An EWC Code is a six-digit code used to identify waste as listed in the European Waste Catalogue. It is formatted as three pairs of numbers, for example 12 34 56. It identifies and classifies waste into categories according to how these wastes have been produced. It adequately describes the waste being transported, handled or treated.
It can also be referred as a LoW Code (List of Waste Code).
The use of EWC codes is a legal requirement of the Duty of Care (DoC) legislation across the UK. They are required to be used when completing duty of care waste transfer notes and hazardous waste consignment note documentation under current legislation guidelines. The primary purpose is to prevent harm to people and the environment.
The EWC code provides a standardised description of different wastes which enables waste to be recorded and monitored effectively. Classifying the waste will help you to decide on the most appropriate treatment process. In addition, the code will also:
The six-digit EWC Code is divided into three pairs of numbers and, where applicable, an asterisk (*).
The EWC is divided into 20 chapters, numbered 01 to 20.
Some chapters are based on the type of industrial process or business activity that produced the waste. For example:
Other chapters are based on the type of waste. For example:
The titles of these chapters are important. The waste must fall within the scope of the title to be considered within it.
Some titles, like that for chapter 13, also exclude certain wastes from that entire chapter.
Most chapters contain several sub-chapters.
These divide the chapter into sub-groups based on either industrial process and business activity, or type of waste.
Each sub-chapter is given another two-digit number (creating a four-digit number with the chapter number).
The sub-chapter title, like the chapter title, is also important.
Within each sub-chapter are the classification codes for individual wastes.
These are given an additional two-digit number, to create a six-digit number with the chapter and sub-chapter numbers. For example
The description accompanying the code explains the scope of the code. It may do this in a variety of ways including references to the type of waste, the activity or process that produced it, its composition, or properties.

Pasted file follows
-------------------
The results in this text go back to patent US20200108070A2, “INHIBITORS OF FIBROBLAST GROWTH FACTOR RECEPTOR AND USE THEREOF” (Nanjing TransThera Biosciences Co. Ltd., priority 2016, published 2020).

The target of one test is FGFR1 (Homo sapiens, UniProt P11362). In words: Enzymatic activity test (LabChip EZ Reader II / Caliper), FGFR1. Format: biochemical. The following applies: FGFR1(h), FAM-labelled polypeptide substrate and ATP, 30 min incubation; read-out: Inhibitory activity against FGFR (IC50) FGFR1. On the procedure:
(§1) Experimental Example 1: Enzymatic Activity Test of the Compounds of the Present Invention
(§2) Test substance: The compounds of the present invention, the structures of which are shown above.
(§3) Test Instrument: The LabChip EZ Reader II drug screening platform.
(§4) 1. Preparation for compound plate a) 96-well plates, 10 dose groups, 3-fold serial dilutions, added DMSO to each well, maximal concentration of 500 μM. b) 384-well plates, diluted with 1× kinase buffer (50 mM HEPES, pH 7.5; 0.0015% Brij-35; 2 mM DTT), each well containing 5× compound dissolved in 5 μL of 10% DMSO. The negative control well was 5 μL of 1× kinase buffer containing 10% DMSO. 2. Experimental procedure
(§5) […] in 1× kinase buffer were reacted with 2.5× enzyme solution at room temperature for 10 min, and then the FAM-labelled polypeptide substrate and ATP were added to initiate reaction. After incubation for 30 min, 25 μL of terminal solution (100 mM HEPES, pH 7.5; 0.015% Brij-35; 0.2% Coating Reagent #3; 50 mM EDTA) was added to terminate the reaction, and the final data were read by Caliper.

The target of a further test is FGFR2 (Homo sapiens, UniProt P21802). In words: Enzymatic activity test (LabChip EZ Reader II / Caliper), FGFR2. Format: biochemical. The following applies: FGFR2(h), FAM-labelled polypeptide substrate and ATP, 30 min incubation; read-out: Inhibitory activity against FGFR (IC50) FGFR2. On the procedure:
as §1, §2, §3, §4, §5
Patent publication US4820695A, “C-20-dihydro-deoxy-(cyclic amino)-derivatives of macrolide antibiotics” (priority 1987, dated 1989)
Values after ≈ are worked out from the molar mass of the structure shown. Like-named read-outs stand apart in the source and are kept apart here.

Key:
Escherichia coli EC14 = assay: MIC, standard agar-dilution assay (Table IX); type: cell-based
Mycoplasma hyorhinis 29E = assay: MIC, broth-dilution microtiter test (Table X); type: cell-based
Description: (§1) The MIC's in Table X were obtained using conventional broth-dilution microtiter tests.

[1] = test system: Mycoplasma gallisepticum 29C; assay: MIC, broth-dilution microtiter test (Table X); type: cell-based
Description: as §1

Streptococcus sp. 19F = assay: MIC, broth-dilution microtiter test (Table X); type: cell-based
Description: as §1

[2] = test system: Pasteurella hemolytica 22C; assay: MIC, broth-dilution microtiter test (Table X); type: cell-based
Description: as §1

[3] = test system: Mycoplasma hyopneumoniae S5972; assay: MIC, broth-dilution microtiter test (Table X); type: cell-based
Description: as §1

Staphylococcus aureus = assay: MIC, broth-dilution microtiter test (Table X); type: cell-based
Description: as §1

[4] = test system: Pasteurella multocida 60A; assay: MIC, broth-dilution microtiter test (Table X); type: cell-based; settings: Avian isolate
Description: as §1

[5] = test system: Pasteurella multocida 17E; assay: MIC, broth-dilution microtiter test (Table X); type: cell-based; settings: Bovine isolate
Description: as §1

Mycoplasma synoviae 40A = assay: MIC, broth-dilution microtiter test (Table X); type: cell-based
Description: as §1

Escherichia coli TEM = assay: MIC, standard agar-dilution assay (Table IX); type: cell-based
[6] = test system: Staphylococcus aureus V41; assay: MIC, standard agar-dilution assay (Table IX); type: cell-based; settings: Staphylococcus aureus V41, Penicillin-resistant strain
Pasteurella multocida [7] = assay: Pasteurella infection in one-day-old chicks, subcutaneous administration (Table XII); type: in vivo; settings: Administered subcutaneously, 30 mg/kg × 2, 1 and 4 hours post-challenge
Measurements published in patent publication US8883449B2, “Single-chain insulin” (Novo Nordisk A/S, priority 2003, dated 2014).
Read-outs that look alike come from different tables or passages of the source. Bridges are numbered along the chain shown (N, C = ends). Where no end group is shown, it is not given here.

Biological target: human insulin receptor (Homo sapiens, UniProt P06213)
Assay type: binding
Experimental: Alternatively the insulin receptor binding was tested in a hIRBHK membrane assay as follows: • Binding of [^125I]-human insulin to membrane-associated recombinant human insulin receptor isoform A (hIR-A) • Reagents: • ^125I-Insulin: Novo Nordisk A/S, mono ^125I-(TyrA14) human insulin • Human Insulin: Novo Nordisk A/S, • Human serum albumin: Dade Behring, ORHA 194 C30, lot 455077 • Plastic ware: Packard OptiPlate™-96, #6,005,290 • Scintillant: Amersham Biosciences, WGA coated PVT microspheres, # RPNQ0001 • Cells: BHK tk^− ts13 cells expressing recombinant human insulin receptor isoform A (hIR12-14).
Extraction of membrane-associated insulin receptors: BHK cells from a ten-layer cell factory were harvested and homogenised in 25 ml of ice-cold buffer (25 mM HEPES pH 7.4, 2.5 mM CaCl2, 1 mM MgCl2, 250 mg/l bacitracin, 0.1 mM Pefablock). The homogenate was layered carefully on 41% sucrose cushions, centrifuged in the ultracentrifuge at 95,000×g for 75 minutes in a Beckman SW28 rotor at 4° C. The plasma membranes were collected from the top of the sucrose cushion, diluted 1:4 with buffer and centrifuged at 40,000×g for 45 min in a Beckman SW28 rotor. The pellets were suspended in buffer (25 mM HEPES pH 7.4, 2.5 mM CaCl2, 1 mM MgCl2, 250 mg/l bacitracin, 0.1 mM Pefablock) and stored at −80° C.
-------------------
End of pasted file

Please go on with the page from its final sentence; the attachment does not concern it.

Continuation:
The asterisk (*) indicates that the waste is hazardous.
The chapter and sub-chapter headings are as equally important as the description alongside the six-digit code. If the waste has not arisen from the activity covered by the Chapter, then you should NOT use that code, even where the individual waste description seems most apt.
This is highlighted with the waste codes descriptions for 17 05 03* and 17 05 04 which also contain “soil and stones”. However, looking at the different chapters helps to determine the correct code. Chapter 20 is focussed on municipal (civic, public, community waste) whereas chapter 17 is aimed at construction and demolition wastes.
When it comes to choosing an EWC Waste Code, it must be assigned before it is send for recycling and disposal. Classification of waste helps with:
Waste Producers can work with the waste contractors to determine the correct EWC Code but it is the waste producer’s responsibility to classify the waste and confirm the correct code has been used.
Dsposal has put the waste codes list online in a searchable format. This means that it is easier to find the right code for your waste. However, the EWC Codes are written in technical language. To make understanding waste easier we have created the Dsposal Waste Thesaurus.
The Dsposal Waste Thesaurus is a reference database that lists types of wastes grouped together according a relevant EWC Code. The purpose of this refuse thesaurus is for users to find the right EWC Code or codes by which waste may be most fitly and aptly described.
During the metalworking process cutting fluids are used to:
However, these fluids degrade over time due to contaminants entering the lubrication system and they require safe transport and disposal. But which EWC Code best describes this cutting fluid?
Browsing through the European Waste Catalogue there is no entry for cutting fluid. Using an online search engine there are different names for cutting fluid. Including:
None of which are an entry in the EWC Code list either. Using the Dsposal Waste Thesaurus makes deciding on the most appropriate code easier.
By heading to the Dsposal compliance pages and typing in cutting fluid, choosing the EWC Codes and pressing search our system. This will search our database of the EWC Codes and Waste Thesaurus entries and return the results.
The results page contains all the different chapters, sub-chapters, entries and waste thesaurus keywords. This can be a long list and confusing list. Reducing the amount of results that are returned helps to find the correct EWC Code.
The next step would be to determine the correct chapter. For cutting fluid in the metalworking process the most likely chapter would be chapter 12 - wastes from shaping and physical and mechanical surface treatment of metals and plastics. On the filters menu click choose filter chapter, find 12 and click update. This has reduced the number of possible options.
Now by looking at the individual entries there seems to be a number of different entries which cover cutting fluids depending on if it is mineral-based, synthetic, neat, biodegradable or halogenated. Determining the correct waste code is based on the waste producer’s processes. If the process diluted the oil and doesn’t contain chlorine/chlorides, then the likely hood is that the waste is 12 01 09*. Clicking on the entry shows a synopsis of that code:
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